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Our heart goes for Sierra Leone

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Liberia’s next-door neighbors, the people of Sierra Leone, are still grappling with the aftermath of Friday’s (November 5, 2021) tanker explosion in that country that left over a hundred persons dead and more than a hundred others severely burnt to several degrees.

The Government of Sierra Leone on Monday, 8 November began burying the dead in mass graves right in the same cemetery it had interred over 1,000 of its citizens who died as a result of a mudslide in 2017, according to the BBC. Reports say hospitals in Freetown, the capital, are overstretched with survivors from Friday’s incident when a lorry collided with a tanker that subsequently exploded in the traffic. Hospitals are facing an acute shortage of blood.

Our heart is with the people of Sierra Leone as they mourn their lost relatives and friends. We urge them to take solace in God Almighty for the unfortunate tragedy and to learn lessons to avoid future occurrences.

The Government of President Julius Maada Bio has commissioned a task force to investigate and make recommendations that would avoid a repeat of such an excruciating nightmare in the sisterly nation.

Here in Liberia, President George Manneh Weah has described the accident as a major tragedy for the West African region and extended heartfelt condolences to his counterpart, President Julius Maada Bio, the Government, and people of Sierra Leone, families of the deceased, and all those impacted by the accident.  

President Weah offered Liberia’s full support and assistance, as the Sierra Leonean authorities begin efforts to treat the injured and recover the dead. “I am saddened by the dreadful loss of lives in Freetown, Sierra Leone, resulting from an explosion of a fuel tanker on Friday, November 5, 2021”,  Pres. Weah said in a press statement.

Liberia and Sierra Leone enjoy longstanding historic and cultural ties that date back to the 17th  and 18th centuries when both countries received free black slaves returning from America and the West Indies. Besides the two countries are members of the Mano River Union, a subregional bloc, including the larger Economic Community of West African States (ECOWAS) and the African Union, formerly the Organization of African Unity, respectively.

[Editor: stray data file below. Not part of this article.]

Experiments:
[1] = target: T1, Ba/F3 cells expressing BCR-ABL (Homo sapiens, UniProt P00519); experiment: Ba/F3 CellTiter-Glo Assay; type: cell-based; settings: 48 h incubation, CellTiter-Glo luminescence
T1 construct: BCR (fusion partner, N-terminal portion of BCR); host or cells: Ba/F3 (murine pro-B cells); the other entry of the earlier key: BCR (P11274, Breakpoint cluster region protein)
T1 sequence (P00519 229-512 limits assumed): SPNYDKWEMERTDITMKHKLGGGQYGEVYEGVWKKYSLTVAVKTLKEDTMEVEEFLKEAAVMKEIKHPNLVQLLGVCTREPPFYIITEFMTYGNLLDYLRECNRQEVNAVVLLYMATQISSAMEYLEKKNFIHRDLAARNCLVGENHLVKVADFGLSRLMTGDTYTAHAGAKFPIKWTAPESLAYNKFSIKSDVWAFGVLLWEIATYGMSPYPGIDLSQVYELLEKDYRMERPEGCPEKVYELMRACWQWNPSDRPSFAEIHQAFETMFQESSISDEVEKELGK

Friday’s experience is not unique to Sierra Leone, as West Africa and other parts of the Continent from time to time experience one disaster and another. Nigeria, Ghana, and elsewhere in the region had suffered a similar fate, leaving scores, if not hundreds, dead and families devastated. These tragedies usually happen as the result of allowing vehicles with combustible contents to ply in populated areas or poor handling of inflammable commodities.    

Tragedy of such proportion has a way of taken an entire nation and its people off balance, particularly small nations amid a global health pandemic that has devastated the world’s economies and restricted movement or travel.

However, as it is often said, every tragedy is accompanied by life-changing opportunities that should be exploited in order to move forward. It is our hope and prayers that in the midst of the loss characterized by pains, tears, and gloom, the Government and people of Sierra Leone would break new grounds, put the past behind, and look forward with hope and faith in God, the Sustainer, Healer, and Comforter.https://thenewdawnliberia.com/president-weah-consoles-sierra-leone/

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